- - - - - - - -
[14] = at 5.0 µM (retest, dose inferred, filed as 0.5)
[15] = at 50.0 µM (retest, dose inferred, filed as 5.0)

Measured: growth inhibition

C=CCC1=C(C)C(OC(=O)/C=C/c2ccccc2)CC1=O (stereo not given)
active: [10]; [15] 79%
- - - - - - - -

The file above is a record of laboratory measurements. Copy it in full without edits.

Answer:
[14] = at 5.0 µM (retest, dose inferred, filed as 0.5)
[15] = at 50.0 µM (retest, dose inferred, filed as 5.0)

Measured: growth inhibition

C=CCC1=C(C)C(OC(=O)/C=C/c2ccccc2)CC1=O (stereo not given)
active: [10]; [15] 79%